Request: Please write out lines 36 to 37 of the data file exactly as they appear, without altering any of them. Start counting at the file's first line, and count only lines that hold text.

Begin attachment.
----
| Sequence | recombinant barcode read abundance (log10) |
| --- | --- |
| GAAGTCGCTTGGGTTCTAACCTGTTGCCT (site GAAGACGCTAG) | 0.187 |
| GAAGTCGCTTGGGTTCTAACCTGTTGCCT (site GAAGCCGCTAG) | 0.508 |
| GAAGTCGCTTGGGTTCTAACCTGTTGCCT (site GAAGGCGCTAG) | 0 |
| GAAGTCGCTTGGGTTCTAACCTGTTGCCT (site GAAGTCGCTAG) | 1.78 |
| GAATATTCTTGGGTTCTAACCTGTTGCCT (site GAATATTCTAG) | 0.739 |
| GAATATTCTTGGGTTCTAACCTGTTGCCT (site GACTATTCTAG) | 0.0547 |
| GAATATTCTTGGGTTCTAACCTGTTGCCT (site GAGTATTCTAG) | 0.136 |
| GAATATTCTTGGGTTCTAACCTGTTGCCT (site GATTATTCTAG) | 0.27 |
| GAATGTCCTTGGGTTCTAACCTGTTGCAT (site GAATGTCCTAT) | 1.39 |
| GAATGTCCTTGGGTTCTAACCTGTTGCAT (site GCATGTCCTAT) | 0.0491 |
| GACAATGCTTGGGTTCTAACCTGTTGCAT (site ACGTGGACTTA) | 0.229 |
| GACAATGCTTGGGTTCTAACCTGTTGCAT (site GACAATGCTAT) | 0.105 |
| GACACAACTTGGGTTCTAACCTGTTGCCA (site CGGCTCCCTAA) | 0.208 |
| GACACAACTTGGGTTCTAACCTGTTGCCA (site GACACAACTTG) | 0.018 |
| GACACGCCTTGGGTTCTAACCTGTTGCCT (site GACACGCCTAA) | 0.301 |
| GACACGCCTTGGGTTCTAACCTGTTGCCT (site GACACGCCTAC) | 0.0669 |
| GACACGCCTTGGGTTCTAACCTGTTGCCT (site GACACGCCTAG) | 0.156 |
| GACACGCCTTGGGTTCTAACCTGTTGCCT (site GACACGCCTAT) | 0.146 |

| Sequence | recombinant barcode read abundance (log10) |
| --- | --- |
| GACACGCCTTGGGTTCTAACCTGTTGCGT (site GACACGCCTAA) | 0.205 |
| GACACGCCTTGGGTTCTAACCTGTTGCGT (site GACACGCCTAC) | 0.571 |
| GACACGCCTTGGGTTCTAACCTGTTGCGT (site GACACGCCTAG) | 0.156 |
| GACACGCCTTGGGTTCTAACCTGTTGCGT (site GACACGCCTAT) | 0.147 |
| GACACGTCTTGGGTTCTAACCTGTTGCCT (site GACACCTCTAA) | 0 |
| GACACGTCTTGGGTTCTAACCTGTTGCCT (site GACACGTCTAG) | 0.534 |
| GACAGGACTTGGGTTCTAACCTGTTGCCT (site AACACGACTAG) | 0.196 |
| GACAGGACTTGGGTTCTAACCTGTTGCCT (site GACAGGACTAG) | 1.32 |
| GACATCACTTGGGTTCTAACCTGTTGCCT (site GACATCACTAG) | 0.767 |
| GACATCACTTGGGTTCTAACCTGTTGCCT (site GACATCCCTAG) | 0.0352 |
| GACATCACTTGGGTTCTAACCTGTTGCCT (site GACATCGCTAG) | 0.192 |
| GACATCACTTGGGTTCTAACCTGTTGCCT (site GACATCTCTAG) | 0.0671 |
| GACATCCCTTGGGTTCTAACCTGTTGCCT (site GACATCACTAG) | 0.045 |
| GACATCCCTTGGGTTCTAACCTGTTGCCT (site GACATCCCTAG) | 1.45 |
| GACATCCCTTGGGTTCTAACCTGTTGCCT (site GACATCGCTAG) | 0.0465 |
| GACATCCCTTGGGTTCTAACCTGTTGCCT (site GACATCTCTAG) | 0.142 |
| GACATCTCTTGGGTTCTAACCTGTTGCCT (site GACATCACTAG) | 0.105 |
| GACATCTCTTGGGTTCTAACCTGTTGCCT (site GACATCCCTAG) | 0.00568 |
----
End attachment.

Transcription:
| GACATCCCTTGGGTTCTAACCTGTTGCCT (site GACATCCCTAG) | 1.45 |
| GACATCCCTTGGGTTCTAACCTGTTGCCT (site GACATCGCTAG) | 0.0465 |